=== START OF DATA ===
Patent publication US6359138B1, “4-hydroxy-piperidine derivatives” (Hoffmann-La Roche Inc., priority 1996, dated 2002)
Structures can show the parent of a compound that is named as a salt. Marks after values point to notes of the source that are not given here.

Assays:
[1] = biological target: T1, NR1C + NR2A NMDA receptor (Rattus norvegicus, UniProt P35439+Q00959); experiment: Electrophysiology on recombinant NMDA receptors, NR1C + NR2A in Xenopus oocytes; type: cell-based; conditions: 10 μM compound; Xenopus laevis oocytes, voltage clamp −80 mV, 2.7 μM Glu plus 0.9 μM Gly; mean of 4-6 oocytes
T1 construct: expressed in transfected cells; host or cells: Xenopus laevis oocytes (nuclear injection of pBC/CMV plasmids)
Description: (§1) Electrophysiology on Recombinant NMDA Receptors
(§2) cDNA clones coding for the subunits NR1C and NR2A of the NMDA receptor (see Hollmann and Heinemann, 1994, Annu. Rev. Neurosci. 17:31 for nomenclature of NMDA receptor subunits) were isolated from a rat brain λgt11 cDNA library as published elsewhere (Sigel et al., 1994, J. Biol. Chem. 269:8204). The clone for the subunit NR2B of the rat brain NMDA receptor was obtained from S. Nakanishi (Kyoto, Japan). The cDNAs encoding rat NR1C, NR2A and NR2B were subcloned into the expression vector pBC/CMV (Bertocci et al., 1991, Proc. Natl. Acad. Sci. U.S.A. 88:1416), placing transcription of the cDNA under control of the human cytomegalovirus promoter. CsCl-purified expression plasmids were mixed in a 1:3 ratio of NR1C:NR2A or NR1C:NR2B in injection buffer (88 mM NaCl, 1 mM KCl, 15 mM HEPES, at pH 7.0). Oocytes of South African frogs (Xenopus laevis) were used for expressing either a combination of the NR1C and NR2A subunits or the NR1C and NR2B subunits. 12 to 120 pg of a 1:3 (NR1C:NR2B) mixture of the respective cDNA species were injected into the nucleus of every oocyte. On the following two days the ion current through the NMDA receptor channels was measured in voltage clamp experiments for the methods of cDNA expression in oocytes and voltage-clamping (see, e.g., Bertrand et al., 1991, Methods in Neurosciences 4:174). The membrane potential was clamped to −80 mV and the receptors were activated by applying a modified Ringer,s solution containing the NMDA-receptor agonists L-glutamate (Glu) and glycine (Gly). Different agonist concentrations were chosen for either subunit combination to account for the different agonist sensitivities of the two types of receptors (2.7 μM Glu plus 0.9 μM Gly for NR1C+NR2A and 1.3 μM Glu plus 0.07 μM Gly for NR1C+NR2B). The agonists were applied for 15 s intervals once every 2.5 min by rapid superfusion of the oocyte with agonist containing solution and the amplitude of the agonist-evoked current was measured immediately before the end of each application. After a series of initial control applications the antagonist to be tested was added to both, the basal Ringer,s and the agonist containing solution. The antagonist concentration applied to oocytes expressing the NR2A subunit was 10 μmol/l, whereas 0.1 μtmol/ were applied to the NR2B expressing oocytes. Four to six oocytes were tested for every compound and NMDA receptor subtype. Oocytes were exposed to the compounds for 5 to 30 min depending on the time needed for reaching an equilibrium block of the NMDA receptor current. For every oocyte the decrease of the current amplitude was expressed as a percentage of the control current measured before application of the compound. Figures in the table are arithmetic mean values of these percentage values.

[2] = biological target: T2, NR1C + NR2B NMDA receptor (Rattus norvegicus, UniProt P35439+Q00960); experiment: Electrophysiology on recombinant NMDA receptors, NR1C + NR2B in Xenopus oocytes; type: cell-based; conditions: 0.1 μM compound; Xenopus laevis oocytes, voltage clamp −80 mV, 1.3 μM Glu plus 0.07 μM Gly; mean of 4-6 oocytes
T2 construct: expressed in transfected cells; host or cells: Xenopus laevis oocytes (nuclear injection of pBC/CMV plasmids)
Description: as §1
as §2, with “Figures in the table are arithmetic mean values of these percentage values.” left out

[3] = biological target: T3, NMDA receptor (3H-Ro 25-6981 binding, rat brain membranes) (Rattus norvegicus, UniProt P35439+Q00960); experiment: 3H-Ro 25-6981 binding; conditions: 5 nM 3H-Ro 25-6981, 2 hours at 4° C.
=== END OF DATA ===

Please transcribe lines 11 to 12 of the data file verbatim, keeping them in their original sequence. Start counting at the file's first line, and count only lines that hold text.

as §2, with “Figures in the table are arithmetic mean values of these percentage values.” left out

[3] = biological target: T3, NMDA receptor (3H-Ro 25-6981 binding, rat brain membranes) (Rattus norvegicus, UniProt P35439+Q00960); experiment: 3H-Ro 25-6981 binding; conditions: 5 nM 3H-Ro 25-6981, 2 hours at 4° C.